1969 Australian federal election

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1969 Australian federal election
Flag of Australia (converted).svg
  1966 25 October 1969 1972  

All 125 seats of the House of Representatives
63 seats were needed for a majority
 First partySecond party
  JohnGorton1968.jpg Gough Whitlam 1962.jpg
Leader John Gorton Gough Whitlam
Party Liberal/Country coalition Labor
Leader since 10 January 1968 8 February 1967
Leader's seat Higgins (Vic.) Werriwa (NSW)
Last election82 seats41 seats
Seats won66 seats59 seats
Seat changeDecrease2.svg16Increase2.svg18
Percentage49.80%50.20%
SwingDecrease2.svg7.10%Increase2.svg7.10%

Australia 1969 federal election.png
Popular vote by state and territory with graphs indicating the number of seats won. As this is an IRV election, seat totals are not determined by popular vote by state or territory but instead via results in each electorate.

Prime Minister before election

John Gorton
Liberal/Country coalition

Subsequent Prime Minister

John Gorton
Liberal/Country coalition

The 1969 Australian federal election was held in Australia on 25 October 1969. The incumbent Liberal–Country coalition government, led by Prime Minister John Gorton, won the election with a severely diminished majority over the opposition Labor Party, led by Gough Whitlam despite losing the two party popular vote. Both major parties had changed their leaders in the run-up to the election, the first time this had occurred since 1946.

Contents

This election saw the arrival of future Prime Minister of Australia Paul Keating in the Parliament, winning the safe Labor division of Blaxland in suburban Sydney - a seat he would represent until his resignation following the Keating Government's electoral defeat in 1996.

Issues

The 1969 election centred heavily on the two leaders, John Gorton and Gough Whitlam. Both were leading their respective parties in an election for the first time. Gorton had initially been very popular, and was publicly promoted as an "average Aussie bloke". This image was boosted by his record of wartime service and his craggy battered profile (the result of a wartime injury). However, he gradually gained a reputation for being erratic and unnecessarily confrontational. By the time of the 1969 election campaign his attempts to alter long-standing Liberal Party policies with regard to federal–state powers, and foreign affairs had alienated the more conservative sections of the Liberal Party, and various state Liberal leaders (Henry Bolte and Bob Askin in particular).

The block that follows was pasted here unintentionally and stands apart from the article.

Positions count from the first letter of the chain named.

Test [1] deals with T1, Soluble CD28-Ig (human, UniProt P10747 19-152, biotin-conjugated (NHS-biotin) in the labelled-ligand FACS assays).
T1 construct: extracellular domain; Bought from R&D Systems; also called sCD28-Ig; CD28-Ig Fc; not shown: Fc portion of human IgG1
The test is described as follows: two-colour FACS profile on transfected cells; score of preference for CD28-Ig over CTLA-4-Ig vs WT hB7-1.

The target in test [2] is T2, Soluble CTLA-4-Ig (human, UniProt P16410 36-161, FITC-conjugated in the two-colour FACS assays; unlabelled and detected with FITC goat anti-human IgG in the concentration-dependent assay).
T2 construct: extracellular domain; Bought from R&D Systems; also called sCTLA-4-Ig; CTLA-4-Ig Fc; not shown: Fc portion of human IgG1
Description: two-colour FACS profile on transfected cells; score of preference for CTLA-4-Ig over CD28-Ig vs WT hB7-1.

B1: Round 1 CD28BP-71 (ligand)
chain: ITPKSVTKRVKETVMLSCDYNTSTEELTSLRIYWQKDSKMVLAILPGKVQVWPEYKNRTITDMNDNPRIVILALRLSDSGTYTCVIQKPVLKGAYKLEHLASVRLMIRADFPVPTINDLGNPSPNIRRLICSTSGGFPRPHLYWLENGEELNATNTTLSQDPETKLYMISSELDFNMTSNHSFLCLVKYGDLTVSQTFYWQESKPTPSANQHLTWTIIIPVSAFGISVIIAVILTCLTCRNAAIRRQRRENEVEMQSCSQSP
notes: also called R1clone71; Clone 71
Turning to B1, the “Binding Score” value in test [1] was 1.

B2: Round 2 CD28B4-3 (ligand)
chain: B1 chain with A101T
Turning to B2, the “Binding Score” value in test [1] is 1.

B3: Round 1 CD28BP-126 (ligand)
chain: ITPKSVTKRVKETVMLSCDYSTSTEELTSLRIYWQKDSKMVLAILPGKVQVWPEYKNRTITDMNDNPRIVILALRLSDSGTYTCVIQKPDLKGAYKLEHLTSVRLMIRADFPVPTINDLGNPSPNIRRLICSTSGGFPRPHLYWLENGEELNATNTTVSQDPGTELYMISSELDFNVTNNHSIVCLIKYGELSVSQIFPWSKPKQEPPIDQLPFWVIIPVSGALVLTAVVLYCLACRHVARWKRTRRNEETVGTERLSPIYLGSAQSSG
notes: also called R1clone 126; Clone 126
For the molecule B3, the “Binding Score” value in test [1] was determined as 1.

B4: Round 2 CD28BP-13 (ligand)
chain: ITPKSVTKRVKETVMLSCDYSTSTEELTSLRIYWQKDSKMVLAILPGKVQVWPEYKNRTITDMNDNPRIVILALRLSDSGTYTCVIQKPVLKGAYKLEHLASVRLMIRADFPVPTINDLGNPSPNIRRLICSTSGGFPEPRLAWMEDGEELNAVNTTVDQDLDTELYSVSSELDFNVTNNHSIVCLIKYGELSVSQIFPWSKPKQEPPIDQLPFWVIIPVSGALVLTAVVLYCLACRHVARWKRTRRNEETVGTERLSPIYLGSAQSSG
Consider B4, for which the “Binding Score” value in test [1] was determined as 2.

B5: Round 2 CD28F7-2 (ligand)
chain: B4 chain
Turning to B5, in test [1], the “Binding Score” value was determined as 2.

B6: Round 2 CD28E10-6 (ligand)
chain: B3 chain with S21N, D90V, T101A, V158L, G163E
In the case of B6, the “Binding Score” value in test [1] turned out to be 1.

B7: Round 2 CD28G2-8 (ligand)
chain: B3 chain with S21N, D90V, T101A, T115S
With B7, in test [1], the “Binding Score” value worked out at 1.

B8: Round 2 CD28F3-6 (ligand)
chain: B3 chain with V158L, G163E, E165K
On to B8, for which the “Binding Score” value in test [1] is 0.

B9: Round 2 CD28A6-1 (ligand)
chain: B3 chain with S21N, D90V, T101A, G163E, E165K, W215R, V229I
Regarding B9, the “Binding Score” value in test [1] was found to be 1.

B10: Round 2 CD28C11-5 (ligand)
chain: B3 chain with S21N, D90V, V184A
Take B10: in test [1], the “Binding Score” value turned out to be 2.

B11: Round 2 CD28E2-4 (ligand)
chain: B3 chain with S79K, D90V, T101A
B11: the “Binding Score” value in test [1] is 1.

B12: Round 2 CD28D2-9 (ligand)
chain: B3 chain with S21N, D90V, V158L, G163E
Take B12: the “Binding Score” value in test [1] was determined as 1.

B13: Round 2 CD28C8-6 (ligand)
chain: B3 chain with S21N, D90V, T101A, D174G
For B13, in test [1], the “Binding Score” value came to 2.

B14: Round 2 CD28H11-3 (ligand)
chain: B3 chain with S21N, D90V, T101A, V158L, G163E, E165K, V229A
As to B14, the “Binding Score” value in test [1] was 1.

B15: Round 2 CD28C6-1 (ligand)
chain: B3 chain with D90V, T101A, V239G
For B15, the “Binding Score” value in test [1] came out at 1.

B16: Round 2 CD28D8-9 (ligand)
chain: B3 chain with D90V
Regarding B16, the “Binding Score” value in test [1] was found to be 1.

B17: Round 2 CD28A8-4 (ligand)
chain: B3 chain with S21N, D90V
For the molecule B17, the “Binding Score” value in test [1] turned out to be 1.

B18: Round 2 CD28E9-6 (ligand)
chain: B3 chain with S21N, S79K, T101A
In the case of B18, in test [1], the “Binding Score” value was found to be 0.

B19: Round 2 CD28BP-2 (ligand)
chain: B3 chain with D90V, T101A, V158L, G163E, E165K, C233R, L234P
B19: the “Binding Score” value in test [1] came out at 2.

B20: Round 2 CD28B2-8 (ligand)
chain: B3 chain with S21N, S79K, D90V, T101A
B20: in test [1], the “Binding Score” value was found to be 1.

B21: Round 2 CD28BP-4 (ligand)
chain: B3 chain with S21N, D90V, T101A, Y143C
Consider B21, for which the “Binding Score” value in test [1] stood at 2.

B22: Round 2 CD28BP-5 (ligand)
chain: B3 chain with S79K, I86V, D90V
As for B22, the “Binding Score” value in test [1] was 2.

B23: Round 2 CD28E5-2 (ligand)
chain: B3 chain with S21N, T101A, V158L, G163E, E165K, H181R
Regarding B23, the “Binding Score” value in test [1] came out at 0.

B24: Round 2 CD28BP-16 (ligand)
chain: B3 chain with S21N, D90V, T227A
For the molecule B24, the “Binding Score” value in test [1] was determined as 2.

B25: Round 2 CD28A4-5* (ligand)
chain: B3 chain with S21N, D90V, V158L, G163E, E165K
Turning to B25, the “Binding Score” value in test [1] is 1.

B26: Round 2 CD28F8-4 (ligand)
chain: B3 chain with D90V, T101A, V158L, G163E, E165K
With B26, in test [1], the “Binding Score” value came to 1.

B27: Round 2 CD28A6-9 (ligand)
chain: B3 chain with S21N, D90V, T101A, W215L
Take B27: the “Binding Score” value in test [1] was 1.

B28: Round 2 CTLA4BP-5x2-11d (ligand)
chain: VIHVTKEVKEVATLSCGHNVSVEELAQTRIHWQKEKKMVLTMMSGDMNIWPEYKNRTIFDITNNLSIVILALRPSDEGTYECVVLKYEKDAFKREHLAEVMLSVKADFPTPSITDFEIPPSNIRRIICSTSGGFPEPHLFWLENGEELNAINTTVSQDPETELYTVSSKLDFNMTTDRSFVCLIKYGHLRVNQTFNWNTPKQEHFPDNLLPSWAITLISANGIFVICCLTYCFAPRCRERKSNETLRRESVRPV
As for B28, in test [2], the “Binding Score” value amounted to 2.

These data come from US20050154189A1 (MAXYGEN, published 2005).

Whitlam, by contrast, had reformed the ALP and abandoned unpopular policies such as the once-dominant White Australia Policy, as well as the commitment to socialism still held by many members on the left of the party. He presented a sleek and modern image which was able to win over new voters to his cause. Whitlam had also managed to restore and heal the party's image as an electable alternative, something that had been impossible after the Labor Party split in 1955. Under his leadership, Whitlam had also attracted back many Catholic voters who had previously dumped Labor due to its infighting and factionalism. In addition, although the Coalition had won the biggest majority government in Australian history in 1966, it was increasingly seen as becoming tired and unfocused after 20 years in power. There were also growing concerns over Australia's involvement in the Vietnam War. The ALP thus went into the election with a good chance of increasing its small caucus.